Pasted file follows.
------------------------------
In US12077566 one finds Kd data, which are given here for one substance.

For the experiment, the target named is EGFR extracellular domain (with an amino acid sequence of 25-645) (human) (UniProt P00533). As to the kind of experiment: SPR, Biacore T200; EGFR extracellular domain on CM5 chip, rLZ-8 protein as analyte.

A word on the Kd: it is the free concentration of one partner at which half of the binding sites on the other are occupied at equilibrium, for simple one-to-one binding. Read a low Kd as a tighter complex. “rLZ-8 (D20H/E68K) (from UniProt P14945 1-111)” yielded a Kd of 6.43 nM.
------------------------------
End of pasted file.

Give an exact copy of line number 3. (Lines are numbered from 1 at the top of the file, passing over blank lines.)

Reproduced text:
A word on the Kd: it is the free concentration of one partner at which half of the binding sites on the other are occupied at equilibrium, for simple one-to-one binding. Read a low Kd as a tighter complex. “rLZ-8 (D20H/E68K) (from UniProt P14945 1-111)” yielded a Kd of 6.43 nM.